Speaking at a general level, a major goal of the p-adic Langlands program (from a global, rather than local, perspective) is to find a p-adic generalization of the notion of automorphic eigenform, the hope being that every p-adic global Galois representation will correspond to such an object. (Recall that only those Galois representations that are motivic, i.e. that come from geometry, are expected to correspond to classical automorphic eigenforms). In certain contexts (namely, when one has Shimura varieties at hand), one can begin with a geometric definition of automorphic forms, and generalize it to obtain a geometric definition of p-adic automorphic forms. However, in the non-Shimura variety context, such an approach is not available. Furthermore, this approach is somewhat remote from the representation-theoretic point of view on automorphic forms, which plays such an important role in the classical Langlands program. In this talk I will explain a different, and very general, approach to the problem of p-adic interpolation, via the theory of p-adically completed cohomology. This approach has close ties to the p-adic and mod p representation theory of p-adic groups, and to non-commutative= Iwasawa theory. After introducing the basic objects (namely, the p-adically completed cohomology spaces attached to a given reductive group), I will explain several key conjectures that we expect to hold, including the conjectural relationship to Galois deformation spaces. Although these conjectures seem out of reach at present in general, some progress has been made towards them in particular cases. I will describe some of this progress, and along the way will introduce some of the tools that we have developed for studying p-adically completed cohomology, the most important of these being the Poincare duality spectral sequence. This is joint work with Frank Calegari.

 
11:00-11:30 Coffee
11:30-12:30 Saidi, M (Exeter)
  The cuspidalization of sections of arithmetic fundamental groups Sem 1
 

All results presented in this talk are part of a joint work with Akio Tamagawa. We introduce the problem of cuspidalization of sections of arithmetic fundamental groups which relates the Grothendieck section conjecture to its birational analog. We exhibit a necessary condition for a section of the arithmetic fundamental group of a hyperbolic curve to arise from a rational point which we call the goodness condition. We prove that good sections of arithmetic fundamental groups of hyperbolic curves can be lifted to sections of the maximal cuspidally abelian Galois group of the function field of the curve (under quite general assumptions). As an application we prove a (geometrically pro-p) p-adic local version of the Grothendieck section conjecture under the assumption that the existence of sections of cuspidally (pro-p) abelian arithmetic fundamental groups implies the existence of tame points. We also prove, using cuspidalization techniques, that for a hyperbolic curve X over a p-adic local field and a set of points S of X which is dense in the p-adic topology every section of the arithmetic fundamental group of U=X\S arises from a rational point. As a corollary we deduce that the existence of a section of the absolute Galois group of a function field of a curve over a number field implies that the set of adelic points of the curve is non-empty.

 
12:30-13:30 Lunch at Wolfson Court
14:00-15:00 Bogomolov, F (NYU)
  The structure of Galois groups and birational algebraic geometry Sem 1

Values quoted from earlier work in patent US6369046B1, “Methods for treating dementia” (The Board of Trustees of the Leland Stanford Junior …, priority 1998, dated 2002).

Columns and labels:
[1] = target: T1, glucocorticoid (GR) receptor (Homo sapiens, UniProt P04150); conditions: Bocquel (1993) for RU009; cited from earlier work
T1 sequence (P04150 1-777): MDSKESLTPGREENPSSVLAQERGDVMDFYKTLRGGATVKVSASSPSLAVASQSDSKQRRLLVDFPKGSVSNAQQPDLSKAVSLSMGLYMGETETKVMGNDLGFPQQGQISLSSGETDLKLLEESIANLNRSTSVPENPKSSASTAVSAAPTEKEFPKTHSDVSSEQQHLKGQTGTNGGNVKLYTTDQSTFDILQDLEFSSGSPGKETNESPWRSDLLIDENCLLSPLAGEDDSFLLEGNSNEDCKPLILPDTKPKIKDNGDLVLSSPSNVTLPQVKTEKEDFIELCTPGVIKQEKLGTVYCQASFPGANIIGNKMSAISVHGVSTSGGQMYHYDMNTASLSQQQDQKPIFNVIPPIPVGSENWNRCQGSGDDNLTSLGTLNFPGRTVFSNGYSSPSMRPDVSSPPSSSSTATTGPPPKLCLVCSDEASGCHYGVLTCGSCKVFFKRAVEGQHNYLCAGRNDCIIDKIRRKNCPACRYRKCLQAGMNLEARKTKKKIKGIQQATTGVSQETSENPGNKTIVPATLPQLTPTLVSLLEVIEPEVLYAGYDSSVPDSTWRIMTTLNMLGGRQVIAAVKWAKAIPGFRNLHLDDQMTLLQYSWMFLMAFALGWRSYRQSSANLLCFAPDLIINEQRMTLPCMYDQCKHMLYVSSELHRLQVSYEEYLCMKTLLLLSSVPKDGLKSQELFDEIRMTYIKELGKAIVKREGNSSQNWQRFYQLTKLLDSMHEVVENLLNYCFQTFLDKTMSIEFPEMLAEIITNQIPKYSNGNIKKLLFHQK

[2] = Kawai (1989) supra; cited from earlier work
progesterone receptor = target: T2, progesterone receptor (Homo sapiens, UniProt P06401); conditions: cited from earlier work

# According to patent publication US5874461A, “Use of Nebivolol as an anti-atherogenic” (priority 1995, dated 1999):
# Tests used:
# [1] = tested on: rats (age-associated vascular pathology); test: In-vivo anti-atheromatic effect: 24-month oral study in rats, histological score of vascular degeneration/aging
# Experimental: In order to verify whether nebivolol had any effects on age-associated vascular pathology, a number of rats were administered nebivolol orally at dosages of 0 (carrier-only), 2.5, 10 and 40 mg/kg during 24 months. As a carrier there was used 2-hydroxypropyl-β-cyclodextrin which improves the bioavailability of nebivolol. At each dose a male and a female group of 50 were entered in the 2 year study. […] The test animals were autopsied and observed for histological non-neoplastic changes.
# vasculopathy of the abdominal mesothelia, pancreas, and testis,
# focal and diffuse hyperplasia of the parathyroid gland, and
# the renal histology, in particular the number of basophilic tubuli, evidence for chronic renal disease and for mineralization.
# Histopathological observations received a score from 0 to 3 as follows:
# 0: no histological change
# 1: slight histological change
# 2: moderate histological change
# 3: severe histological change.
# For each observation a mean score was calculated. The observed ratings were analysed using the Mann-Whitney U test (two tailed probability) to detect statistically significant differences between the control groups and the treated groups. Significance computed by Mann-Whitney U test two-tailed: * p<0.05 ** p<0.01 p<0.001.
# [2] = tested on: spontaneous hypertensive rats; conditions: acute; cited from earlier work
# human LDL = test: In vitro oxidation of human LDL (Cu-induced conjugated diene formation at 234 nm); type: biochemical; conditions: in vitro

In the talk I will discuss the relation between recent results on the structure of Galois groups for functional fields and birational geometry of algebraic varieties. Most of the results discussed in the talk are obtained in joint work with Yuri Tschinkel

 
15:00-15:30 Tea
15:30-16:30 Burns, D (KCL)
  Annihilating Tate-Shafarevic groups Sem 1
 

We describe how main conjectures in non-commutative Iwasawa theory lead naturally to the (conjectural) construction of a family of explicit annihilators of the Bloch-Kato-Tate-Shafarevic Groups that are attached to a wide class of p-adic representations over non-abelian extensions of number fields. Concrete examples to be discussed include a natural non-abelian analogue of Stickelberger's Theorem (which is proved) and of the refinement of the Birch and Swinnerton-Dyer Conjecture due to Mazur and Tate. Parts of this talk represent joint work with James Barrett and Henri Johnston.

 
16:30-17:30 Discussion
18:45-23:00 Conference Dinner at Emmanual College (Old Library)
Friday 31 July
10:00-11:00 Harbater, D (Penn)
  Patching and a local-global principle for curves (joint with Julia Hartmann and Daniel Krashen) Sem 1
 

Using patching, we establish a local-global principle for actions of algebraic groups that are defined over the function field of a curve over a complete discretely valued field. This result has applications to quadratic forms and to Brauer groups. In the case of quadratic forms, we obtain a result on the u-invariant of function fields, in particular reproving the theorem of Parimala and Suresh that the u-invariant of a one-variable p-adic function field is 8. Concerning Brauer groups, we obtain results on the period-index problem for such fields, in particular reproving a result of Lieblich. We also obtain local-global principles for quadratic forms and for Brauer groups. Our local-global principle for group actions holds in general for connected rational groups. In the disconnected case, the validity of the principle depends on the topology of a graph associated to the closed fiber of a model of the curve. The fundamental group of this graph is isomorphic to a certain quotient of the etale fundamental group; and the local-global principle holds even for disconnected rational groups if and only if the graph is a tree. In that case, the local-global principle for quadratic forms can be strengthened. In general, the cohomology of the graph determines the kernel of the local-global map on Witt groups.

 
11:00-11:30 Coffee
11:30-12:30 Ciperiani, M (Columbia)
  Tate-Shafarevich groups over anticyclotomic Z p extensions Sem 1
 

Let E be an elliptic curve over Q with supersingular reduction at p and K an imaginary quadratic extension of Q. We analyze the structure of the p-primary part of the Tate-Shafarevich group of E over the anticyclotomic Z_p-extension K_\infty/K by viewing it as a module over Z_p[Gal(K_\infty/K)].

 
12:30-13:30 Lunch at Wolfson Court
14:00-15:00 Beilinson, A (Chicago)
  Epsilon-factors for the period determinants Sem 1
 

I will explain why the determinants of the period matrices of holonomic D-modules on curves admit a natural epsilon-factorization, as was conjectured by Deligne back in 1984. See http://xxx.lanl.gov/abs/0903.2674

 
15:00-15:30 Tea
15:30-16:30 Kim, M (UCL)
  Galois theory and Diophantine geometry Sem 1
16:30-17:30 Discussion
18:45-19:30 Dinner at Wolfson Court (Residents Only)